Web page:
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Paul Schmitt P.S.7

From Wikipedia, the free encyclopedia

Dugny. RGA (réserve générale d'aviation). Biplan Schmidt - Fonds Berthelé - 49Fi1878-42.jpg
Role Bomber
National origin France
Manufacturer Paul Schmittt
First flight 1915
Introduction February 1917
Number built 150-200
Developed from Paul Schmitt P.S.6
Developed into Paul Schmitt P.S.10

The Paul Schmitt P.S.7 (company designation of B.R.A.H. (Bomber Renault Aile Haute) - High wing Renault bomber) was a French World War I two-seat biplane bomber that dispensed with the novel variable incidence wing used on prior designs.


The P.S.7 was an oversized, three bay biplane, developed from the preceding Paul Schmitt Aerobus. Each wing bay was divided by addition braces in the same manner as the SPAD VII so as to look like a 6 bay biplane. Its fuselage consisted of a fabric-covered wooden frame, while the flying surfaces were similarly constructed. The engine was mounted on a metal mount, covered with metal panels and equipped with a frontal radiator. The pilot and observer were placed behind the wings, while the fuel and oil tanks were located ahead of the pilot, directly behind the 250 hp (190 kW) Renault 12 engine.

The undercarriage was built of tubular steel, the wheels attached to a fixed horizontal axle. The armament consisted of a synchronized machine gun for the pilot and a second machine gun for the observer. Mountings for 150 kg bombs were mounted under the wings.

Operational history

The "Groupe de bombardement 3" (GB.3) - a bomb squadron of the four Escadrilles PS.125-128, which operated on the Western Front was equipped with the aircraft. The aircraft of the last delivery series, which went to the Escadrille PS.128, received an undercarriage with four wheels to improve the ground handling.

At the time of delivery to the escadrilles of the Aéronautique Militaire, the PS-7, constructed in 1915, was already obsolete. Their low speed made the slow and lumbering craft an easy target for enemy antiaircraft guns and fighters. Re-equipping with the more powerful 265 hp Renault engine could not sufficiently alleviate these shortcomings. The P.S.7 were therefore mainly used as a night bomber against long-range targets such as railroad stations and supply depots, as on 13./14. April 1917 against the railway stations in Marl and Crécy-sur-Serre and on 2 May against a German airfield near Saint-Quentin.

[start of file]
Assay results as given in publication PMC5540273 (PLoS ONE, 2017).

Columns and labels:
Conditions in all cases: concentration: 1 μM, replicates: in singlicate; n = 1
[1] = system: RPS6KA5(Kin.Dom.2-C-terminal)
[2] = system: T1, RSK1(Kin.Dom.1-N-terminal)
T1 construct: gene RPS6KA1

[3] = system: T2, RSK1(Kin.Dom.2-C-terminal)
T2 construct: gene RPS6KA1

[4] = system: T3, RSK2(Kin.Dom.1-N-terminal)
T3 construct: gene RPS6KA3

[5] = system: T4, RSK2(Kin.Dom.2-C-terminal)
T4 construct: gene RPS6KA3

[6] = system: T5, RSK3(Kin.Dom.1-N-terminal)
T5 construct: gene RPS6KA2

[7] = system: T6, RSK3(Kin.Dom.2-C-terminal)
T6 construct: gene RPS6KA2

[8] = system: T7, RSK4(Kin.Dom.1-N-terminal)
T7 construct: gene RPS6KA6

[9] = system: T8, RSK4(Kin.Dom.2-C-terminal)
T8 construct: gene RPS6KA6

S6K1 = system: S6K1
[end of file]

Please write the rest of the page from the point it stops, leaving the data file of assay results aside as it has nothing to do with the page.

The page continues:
The oversized aircraft proved to be so difficult to control that accurately hitting targets was extremely difficult. In addition, the engine proved to be unreliable, so that the operational strength of the squadron temporarily dropped to only twelve machines. The crews now often took with them another Lewis machine gun and additional ammunition for defense, which further reduced the bomb load to 90 kg. Only on the express command of the High Command were further attacks by the squadron carried out. The last major attack was carried out on October 20, 1917. After that, more long-range missions due to the threat of German fighters and enemy anti-aircraft artillery was no longer possible. The remaining PS-7 GB.3 were replaced by January 1918 in the front line by Sopwith 1½ Strutter and Breguet 14s and transferred to training units.[1]


Data from [2]

General characteristics

  • Crew: 2
  • Length: 9.60 m (31 ft 6 in)
  • Wingspan: 17.65 m (57 ft 11 in)
  • Height: 3.58 m (11 ft 9 in)
  • Wing area: 48.4 m2 (521 sq ft)
  • Empty weight: 1,295 kg (2,855 lb)
  • Max takeoff weight: 2,100 kg (4,630 lb)
  • Powerplant: 1 × Renault 12F V-12 water-cooled piston engine, 198 kW (265 hp)
  • Propellers: 2-bladed 3.00 m (9.84 ft) Régy 325 or 3.05 m (10.0 ft) Régy 282


  • Maximum speed: 135 km/h (84 mph, 73 kn) at 2000 meters
  • Range: 4,300 km (2,700 mi, 2,300 nmi)
  • Service ceiling: 2,000 m (6,600 ft)


  • Guns: 2x 7.7 mm machine guns
  • Bombs: 150 kg of bombs

See also

Aircraft of comparable role, configuration, and era

Related lists



  1. ^ Nowarra, Heinz: The development of the aircraft 1914-1918 , Munich 1959.
  2. ^ Parmentier, Bruno (27 October 2007). "Schmitt PS-7". (in French). Retrieved 2 March 2015.
  3. ^ Hartmann, 2015, p.22


  • Davilla, Dr. James J.; Soltan, Arthur (1997). French Aircraft of the First World War. Mountain View, CA: Flying Machines Press. ISBN 978-1891268090.
  • Hartmann, Gérard (6 January 2015). "Les héliciers français" (pdf) (in French). Retrieved 5 August 2019.
This page was last edited on 3 October 2020, at 17:55
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